Texas Wesleyan Law Review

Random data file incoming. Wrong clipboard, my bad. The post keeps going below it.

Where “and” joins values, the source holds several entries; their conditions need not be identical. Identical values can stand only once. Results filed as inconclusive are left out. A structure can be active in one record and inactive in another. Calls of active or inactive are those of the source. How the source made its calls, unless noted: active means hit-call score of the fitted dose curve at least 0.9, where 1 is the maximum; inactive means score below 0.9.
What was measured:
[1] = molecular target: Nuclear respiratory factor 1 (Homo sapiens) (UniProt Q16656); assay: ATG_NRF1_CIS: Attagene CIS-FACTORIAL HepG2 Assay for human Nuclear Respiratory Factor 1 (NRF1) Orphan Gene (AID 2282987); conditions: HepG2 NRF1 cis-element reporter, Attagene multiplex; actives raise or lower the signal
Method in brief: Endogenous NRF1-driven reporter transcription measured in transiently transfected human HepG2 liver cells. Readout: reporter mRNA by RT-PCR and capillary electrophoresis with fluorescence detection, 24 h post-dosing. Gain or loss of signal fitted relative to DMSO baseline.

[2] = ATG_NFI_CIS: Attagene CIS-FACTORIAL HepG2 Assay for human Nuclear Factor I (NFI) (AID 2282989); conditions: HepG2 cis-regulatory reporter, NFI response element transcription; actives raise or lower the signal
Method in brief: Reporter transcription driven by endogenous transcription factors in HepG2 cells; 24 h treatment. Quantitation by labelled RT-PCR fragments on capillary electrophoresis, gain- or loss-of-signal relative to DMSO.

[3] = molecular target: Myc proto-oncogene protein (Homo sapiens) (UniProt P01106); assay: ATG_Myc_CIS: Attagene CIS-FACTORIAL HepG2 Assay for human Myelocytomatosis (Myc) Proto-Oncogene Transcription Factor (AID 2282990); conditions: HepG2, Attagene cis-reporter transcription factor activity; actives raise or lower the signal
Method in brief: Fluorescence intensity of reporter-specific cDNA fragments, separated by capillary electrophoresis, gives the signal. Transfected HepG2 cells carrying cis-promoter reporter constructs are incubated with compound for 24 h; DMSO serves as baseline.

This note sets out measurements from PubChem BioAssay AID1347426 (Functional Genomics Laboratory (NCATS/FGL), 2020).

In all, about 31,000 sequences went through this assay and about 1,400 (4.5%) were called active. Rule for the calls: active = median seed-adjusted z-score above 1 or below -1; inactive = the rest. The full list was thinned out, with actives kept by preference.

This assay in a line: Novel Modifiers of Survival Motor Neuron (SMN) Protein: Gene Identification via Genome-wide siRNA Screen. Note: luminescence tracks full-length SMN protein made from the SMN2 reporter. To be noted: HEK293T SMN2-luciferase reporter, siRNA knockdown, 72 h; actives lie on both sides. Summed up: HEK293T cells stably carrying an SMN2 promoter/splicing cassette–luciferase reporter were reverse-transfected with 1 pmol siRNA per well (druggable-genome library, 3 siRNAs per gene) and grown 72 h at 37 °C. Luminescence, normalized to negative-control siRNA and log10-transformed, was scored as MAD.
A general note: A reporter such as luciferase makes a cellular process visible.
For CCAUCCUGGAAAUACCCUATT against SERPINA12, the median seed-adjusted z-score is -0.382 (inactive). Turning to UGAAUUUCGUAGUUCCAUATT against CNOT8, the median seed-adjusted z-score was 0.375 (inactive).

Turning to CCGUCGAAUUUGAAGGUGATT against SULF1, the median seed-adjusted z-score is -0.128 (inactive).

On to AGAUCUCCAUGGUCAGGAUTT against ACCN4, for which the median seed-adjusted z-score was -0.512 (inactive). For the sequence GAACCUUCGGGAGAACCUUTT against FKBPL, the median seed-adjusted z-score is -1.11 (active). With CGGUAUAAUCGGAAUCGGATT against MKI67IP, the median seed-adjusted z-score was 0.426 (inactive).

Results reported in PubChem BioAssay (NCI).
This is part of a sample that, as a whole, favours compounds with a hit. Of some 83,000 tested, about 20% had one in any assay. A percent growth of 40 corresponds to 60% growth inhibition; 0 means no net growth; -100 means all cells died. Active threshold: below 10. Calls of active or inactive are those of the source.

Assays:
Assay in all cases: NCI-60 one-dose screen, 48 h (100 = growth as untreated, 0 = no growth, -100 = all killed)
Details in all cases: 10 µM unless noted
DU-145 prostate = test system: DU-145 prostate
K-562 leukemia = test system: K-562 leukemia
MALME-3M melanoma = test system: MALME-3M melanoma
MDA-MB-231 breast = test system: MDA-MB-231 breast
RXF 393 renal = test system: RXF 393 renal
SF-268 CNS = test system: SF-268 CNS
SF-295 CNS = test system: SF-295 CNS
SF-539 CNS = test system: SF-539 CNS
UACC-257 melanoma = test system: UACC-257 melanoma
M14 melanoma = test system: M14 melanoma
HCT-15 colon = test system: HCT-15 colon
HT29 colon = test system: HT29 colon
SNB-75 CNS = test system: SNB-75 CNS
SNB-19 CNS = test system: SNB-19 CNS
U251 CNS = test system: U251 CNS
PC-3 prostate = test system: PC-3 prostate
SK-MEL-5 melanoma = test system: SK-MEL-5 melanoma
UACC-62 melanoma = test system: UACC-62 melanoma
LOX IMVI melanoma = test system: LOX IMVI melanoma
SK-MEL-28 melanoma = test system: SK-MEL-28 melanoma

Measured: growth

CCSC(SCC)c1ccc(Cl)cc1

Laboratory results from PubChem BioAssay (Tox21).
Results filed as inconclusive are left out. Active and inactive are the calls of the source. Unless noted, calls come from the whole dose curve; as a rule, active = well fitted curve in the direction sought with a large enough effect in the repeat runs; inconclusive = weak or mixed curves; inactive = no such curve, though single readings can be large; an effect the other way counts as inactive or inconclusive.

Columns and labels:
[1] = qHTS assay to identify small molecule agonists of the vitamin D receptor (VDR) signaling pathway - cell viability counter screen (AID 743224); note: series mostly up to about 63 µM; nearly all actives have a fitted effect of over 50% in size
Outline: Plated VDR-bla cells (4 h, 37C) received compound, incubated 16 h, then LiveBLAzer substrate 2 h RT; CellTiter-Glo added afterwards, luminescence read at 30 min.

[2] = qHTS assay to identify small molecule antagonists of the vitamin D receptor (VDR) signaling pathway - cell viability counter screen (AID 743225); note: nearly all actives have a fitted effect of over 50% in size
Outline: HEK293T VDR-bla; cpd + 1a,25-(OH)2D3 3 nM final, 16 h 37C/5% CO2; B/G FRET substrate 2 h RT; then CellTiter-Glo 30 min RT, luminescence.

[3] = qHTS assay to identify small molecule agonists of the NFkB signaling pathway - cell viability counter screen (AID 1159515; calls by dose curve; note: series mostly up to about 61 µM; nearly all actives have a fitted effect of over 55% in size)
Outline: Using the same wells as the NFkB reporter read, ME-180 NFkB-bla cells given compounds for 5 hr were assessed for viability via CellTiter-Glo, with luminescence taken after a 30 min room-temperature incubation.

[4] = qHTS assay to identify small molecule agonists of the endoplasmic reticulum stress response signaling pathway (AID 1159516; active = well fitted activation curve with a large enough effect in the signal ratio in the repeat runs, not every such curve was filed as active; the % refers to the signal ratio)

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As indicated above, much of the Author's professional life has been involved in writing about and litigating Braschi-related matters. However, the theme of this Conference-how law and its practitioners affect issues of freedom, equality, and justice-has given the Author the opportunity to begin to address questions raised when the Author first watched the tape of the Braschi oral argument and then read the ACLU briefs, but which the Author has not had the opportunity to address since then. Those questions are: 1) What role did Braschi's lawyers play in the Court's formulation of a functional definition of family? 2) Was the Braschi Court fearlessly entering a brave new world of gay and lesbian equality, leading the legal system into a recognition of same-sex families, or was it playing catch-up, i.e., recognizing what had already become the social and cultural reality of functional families-gay, lesbian, and other? The Author's presentation at the conference on these questions, which is somewhat further developed here, was an attempt to begin to sketch the contours of answers to those questions.



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